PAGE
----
Google’s union has filed two labor complaints against the company and several contractor companies, claiming union-affiliated data center workers are facing discrimination.

Alphabet Workers Union-Communications Workers of America (AWU-CWA) has filed two Unfair Labor Practice charges with the National Labor Relations Board (NLRB), claiming the search giant's temporary, vendor, and contract (TVC) workers face a “culture of harassment” across Google data centers in the United States.

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– Alphabet Workers Union

In the first charge, a Google data center security officer with Allied Universal in Lenoir, North Carolina, and another security officer with Allied Universal in Moncks Corner, South Carolina, had their security clearances revoked following their involvement in a campaign to win back the basic benefits Google guarantees for all extended workers.

In the second charge, AWU said a Modis data technician faced harassment and intimidation following an attempt to collectively organize at the company’s data center in Council Bluffs, Iowa. Two additional workers, also listed in the charge, did not receive a renewal of their contracts, had their pay docked, and were ‘effectively fired’ for discussing workplace conditions.

“It is disheartening that we can organize for the benefits we are owed, win these benefits, and then face retaliation from Allied Universal because we chose to speak out and demand what we’ve earned. Workers deserve to organize and win without being punished for their success. We need greater transparency on the job and clear protections to prevent workers from retaliation at work. I am standing up for my rights, and the rights of my fellow officers to freely organize without retaliation,” said Heather Smith, Allied Universal Security Officer in Moncks Corner, South Carolina, and member of the Alphabet Workers Union-CWA.

Despite Allied Universal telling security staff they were no longer entitled to the minimum standard of benefits Google guarantees for all extended workers, workers organized petitions and collectively won back the benefits they are owed on September 9, 2022. Since then, the AWU claims workers — particularly women — have faced retaliation.

In the second case, AWU says several Modis contract workers faced intimidation after attempting to collectively organize. After one worker privately suggested a walk-out to protest a new time clock policy being proposed by management, a manager later pulled the worker aside and claimed that “Google and Modis management” were unhappy. At the same site, two other workers were ‘effectively fired’ when their contract was not renewed due to their affiliation with AWU-CWA.

“I just for want the culture at my job to change. I know that a lot of people are very wary of working together and collectively bargaining for better treatment because a lot of us are afraid of retaliation. It doesn’t feel good to go to work and feel like I have to look over my shoulder. I want us to be able to express our grievances, whether something small like the time clock or something bigger like better salaries and know we’ll be taken seriously. We shouldn’t have to worry about whether we will lose our job whenever we speak up,” said Elissia Cave, Modis Data Technician and member of the Alphabet Workers Union-CWA.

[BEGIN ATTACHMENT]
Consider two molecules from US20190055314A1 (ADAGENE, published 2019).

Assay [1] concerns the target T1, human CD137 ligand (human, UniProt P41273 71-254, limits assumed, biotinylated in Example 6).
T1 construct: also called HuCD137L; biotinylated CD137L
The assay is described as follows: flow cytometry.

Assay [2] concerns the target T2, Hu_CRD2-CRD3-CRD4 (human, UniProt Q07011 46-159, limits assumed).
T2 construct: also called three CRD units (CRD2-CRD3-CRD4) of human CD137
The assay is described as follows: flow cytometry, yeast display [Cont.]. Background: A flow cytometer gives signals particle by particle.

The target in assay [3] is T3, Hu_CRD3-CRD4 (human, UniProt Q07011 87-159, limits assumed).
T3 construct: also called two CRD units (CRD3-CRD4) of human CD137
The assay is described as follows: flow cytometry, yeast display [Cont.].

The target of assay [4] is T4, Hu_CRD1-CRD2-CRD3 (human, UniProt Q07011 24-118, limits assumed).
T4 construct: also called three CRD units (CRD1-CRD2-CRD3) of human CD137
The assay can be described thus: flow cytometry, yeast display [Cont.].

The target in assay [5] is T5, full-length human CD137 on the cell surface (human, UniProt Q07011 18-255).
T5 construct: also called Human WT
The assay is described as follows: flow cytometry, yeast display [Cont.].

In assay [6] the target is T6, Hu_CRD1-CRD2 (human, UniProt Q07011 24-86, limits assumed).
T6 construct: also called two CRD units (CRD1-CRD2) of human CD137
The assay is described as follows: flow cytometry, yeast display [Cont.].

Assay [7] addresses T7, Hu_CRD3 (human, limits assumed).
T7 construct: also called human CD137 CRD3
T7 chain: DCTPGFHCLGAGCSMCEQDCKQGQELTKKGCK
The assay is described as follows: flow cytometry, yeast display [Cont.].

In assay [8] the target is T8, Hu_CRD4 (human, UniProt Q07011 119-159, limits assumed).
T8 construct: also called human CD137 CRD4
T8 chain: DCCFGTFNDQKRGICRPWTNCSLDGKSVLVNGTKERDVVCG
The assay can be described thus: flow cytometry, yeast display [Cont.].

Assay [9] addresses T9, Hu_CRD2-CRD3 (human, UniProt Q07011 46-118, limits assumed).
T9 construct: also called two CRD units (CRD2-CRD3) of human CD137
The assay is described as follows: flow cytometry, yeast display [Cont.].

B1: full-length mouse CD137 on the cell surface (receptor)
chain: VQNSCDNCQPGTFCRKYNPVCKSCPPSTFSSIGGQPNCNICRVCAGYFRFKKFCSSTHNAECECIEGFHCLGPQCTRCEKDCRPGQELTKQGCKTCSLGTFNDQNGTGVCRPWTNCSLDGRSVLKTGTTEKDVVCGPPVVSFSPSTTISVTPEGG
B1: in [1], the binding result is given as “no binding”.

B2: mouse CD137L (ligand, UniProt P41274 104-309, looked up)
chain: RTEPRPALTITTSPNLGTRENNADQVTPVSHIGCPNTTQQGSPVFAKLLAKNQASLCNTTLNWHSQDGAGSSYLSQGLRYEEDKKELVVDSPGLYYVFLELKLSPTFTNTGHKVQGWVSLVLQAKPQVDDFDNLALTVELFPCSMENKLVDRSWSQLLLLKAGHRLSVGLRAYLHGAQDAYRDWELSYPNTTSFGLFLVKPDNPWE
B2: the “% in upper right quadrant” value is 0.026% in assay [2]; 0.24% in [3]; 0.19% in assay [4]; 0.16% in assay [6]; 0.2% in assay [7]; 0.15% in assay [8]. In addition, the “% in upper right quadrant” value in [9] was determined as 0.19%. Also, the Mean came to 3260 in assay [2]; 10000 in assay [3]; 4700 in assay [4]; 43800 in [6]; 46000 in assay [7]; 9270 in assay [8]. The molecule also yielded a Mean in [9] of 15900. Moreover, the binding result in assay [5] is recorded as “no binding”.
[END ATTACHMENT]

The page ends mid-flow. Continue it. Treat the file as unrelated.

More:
Google/Alphabet workers formed a union in January 2021. DCD has previously covered the two-tier system Google seems to operate between its full-time staff and its contracted employees and its efforts to stifle workers’ right to unionize.

A previous labor complaint, again involving Modis at the Moncks Corner facility, saw the companies forced to reinstate a fired TVC employee dismissed for discussing wages and working conditions.

Another NLRB filing the same year saw the AWU file a complaint after a Google data center contractor was fired after nine days for being "ungoogley", again involving Modis at Moncks Corner. The case is still open.

In August of this year, the AWU filed an Unfair Labor Practice charge against BDS Connected Solutions LLC, after the company told a Google Fiber worker in Kansas City, Missouri, that union members were no longer eligible for raises. The case is still open.

“It’s clear that the bureaucracy and lack of transparency across Alphabet and the countless temp, vendor, and contractor companies they work with make it impossible for workers to understand the basic benefits they are entitled to receive. Additionally, Google has refused to provide workers with clear, safe, and protected avenues to raise concerns when these TVC companies fail to do right by their workers, and their legal obligations to Google. The minimum standard of benefits that Google requires is just that — minimum. Google can and must take steps to ensure every worker, including all TVC workers, do not face retaliation on the job for exercising their right to organize,” said Parul Koul, Google Software Engineer and Executive Chair of the Alphabet Workers Union-CWA.

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